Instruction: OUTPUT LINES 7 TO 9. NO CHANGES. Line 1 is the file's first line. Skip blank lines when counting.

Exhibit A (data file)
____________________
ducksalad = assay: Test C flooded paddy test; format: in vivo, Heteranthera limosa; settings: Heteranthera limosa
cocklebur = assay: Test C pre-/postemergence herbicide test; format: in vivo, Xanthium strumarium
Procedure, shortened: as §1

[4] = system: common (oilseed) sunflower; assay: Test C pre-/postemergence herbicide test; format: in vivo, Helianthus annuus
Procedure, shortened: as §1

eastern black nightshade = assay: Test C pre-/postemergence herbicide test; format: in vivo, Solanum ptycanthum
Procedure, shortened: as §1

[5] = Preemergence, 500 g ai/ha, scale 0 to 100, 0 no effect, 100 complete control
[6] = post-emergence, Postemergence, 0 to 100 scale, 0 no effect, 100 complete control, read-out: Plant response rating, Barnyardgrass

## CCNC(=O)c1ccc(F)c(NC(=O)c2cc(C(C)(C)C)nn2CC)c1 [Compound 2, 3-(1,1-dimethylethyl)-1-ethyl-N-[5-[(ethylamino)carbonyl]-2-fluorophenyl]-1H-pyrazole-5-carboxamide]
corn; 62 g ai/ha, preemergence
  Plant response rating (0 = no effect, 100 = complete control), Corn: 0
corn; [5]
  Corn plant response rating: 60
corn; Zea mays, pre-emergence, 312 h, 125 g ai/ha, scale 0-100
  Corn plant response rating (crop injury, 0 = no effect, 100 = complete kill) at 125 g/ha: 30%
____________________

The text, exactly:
Procedure, shortened: as §1

[5] = Preemergence, 500 g ai/ha, scale 0 to 100, 0 no effect, 100 complete control
[6] = post-emergence, Postemergence, 0 to 100 scale, 0 no effect, 100 complete control, read-out: Plant response rating, Barnyardgrass